2004 Conference Proceedings

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William M. Penrod, Ed.D.
Teacher Preparation program,
Visual Impairments/Blindness, Orientation & Mobility,
Department of Teaching and Learning,
College of Education & Human Development, University of Louisville
Dept. of T&L, CEHD, University of Louisville
Louisville, Kentucky 40292
Phone: (502) 852-0557
Fax: (502) 852- 1419
Email: wpenrod@louisville.edu

Debra Bauder, Ed.D.
Assistive Technology Program,
Department of Teaching and Learning,
College of Education and Human Development, University of Louisville.
Dept. of T&L, CEHD, University of Louisville
Louisville, Kentucky 40292
Phone: (502) 852- 0564
Fax: (502) 852-1419
Email: bauder@louisville.edu

Thomas J. Simmons, Ph.D.
Department of Teaching and Learning,
College of Education and Human Development, University of Louisville.
Rm 158, Dept. of T&L, CEHD, University of Louisville
Louisville, Kentucky 40292
Phone: (502) 852- 0569
Fax: (502) 852-1419
Email: tsimmons@louisville.edu

During and before the 1970's much attention was given the notion that independent travel by persons who are blind who use a standard long cane or dog guide could be improved through the use of a new category of mobility system. Indeed, the electronic travel aid (ETA) or as many prefer the term electronic travel device (ETD), now offered the cane or dog guide user with extended knowledge of the environment which approached 4 meters, over twice the distance that one could gain knowledge of with a standard 54" long cane and an incalculable distance for a dog guide user.

ETAs may be described as devices that send out signals to sense the environment (preview) within a certain distance and inform the user of relevant bits of information about the environment forewarning the user about safety hazards that may lay ahead (Farmer, 1975). Blasch, Long, and Griffin-Shirley (1989) assert that such devices transform information about the environment which would normally be perceived through the visual sense into a form that can be perceived through another sense by the person who is blind. Usually, this information is transferred to the person who is blind through tactile/haptic, audition, or a combination of the two.


The Miniguide is a small ultrasonic ETA developed by GDP Research,. It is intended as a secondary device, only. It will not negate the need for a long cane or dog guide. It is available in two models, one audible and the other tactile.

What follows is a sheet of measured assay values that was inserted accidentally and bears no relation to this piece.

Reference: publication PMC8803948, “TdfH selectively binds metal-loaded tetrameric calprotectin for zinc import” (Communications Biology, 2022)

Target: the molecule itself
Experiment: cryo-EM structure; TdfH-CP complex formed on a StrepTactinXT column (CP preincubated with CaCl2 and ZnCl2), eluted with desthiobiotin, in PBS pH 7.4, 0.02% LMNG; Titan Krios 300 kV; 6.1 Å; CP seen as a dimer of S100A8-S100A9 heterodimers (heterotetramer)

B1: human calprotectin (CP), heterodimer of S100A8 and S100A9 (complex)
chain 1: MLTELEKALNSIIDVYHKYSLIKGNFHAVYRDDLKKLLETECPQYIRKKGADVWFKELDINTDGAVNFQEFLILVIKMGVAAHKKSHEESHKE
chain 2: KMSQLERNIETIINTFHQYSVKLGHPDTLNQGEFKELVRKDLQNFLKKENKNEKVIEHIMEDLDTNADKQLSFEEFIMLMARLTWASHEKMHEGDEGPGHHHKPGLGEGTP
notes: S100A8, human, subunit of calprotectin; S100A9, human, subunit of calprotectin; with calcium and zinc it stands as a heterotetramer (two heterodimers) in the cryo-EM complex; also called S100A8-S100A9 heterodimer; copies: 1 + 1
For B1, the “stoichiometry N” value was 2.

Of great interest is the "watchdog" feature found on the audible model. This feature allows the device to be positioned toward an avenue of approach to give advance warning of someone entering the room and coming to within 2 meters of the user. In this particular mode battery life would be extended to over 400 hours of continuous use.

Also of interest is the number of modes or selections available to the user. Although the makers of the device indicate a total of twenty-three, they recommend that the novice user limit their selection to the first seven, the user may quickly wish to expand those options to the first nine, thereby taking advantage of the watchdog feature at two and one meter ranges, respectively. Frankly, beyond that, the modes become increasingly difficult and less important to the average user.

The first nine modes are 4-meter range, 2-meter range, 1-meter range, half-meter range, 4-meter range musical feedback, 2-meter range musical feedback, 1-meter range musical feedback, 2-meter range low-power watchdog, and 1-meter range low-power watchdog. Each mode/option is indicated by a single beep. Since the device automatically defaults to the 4-meter range when turned off, all the user must do is turn on the device and immediately release the button to be in the first mode, e.g., the 4-meter range. If another mode is desired the user simply does not release the button and counts the "beeps" until the desired mode/option is reached and then releases the button before the next "beep".

When walking under a blindfold it was noted that 1-meter and half-meter range modes seemed to offer the most confidence for the novice user. However other individuals may have other preferences. After a little practice one may quickly and accurately move through different modes/options as circumstances dictate. For example, for indoor travel one may find that the lower range modes are preferred while for outdoor travel, especially when looking for a landmark, the 4-meter mode will be the option desired.

Trial indicated the Audible Miniguide is a very adequate device for its intended purpose, to extend the preview capability of the user beyond what one could expect with a cane or dog guide, detect obstacles to the front and above the wrist, assist in orientation by determining landmarks, assist in alignment without making physical contact with walls being trailed, and also provides the additional advantage of detecting persons approaching one's personal space while in the watch dog mode. In addition, the device offers more battery life than most devices and the batteries are easy to change when needed. Indeed, if the battery is changed within ten minutes of removal, the user's settings are saved. If not, the device defaults to factory settings. The user should find that the Audible Miniguide does not produce obnoxious or offensive tones and are loud enough for only those persons in very close proximity (approximately 12-15 feet) to the device to hear them at all.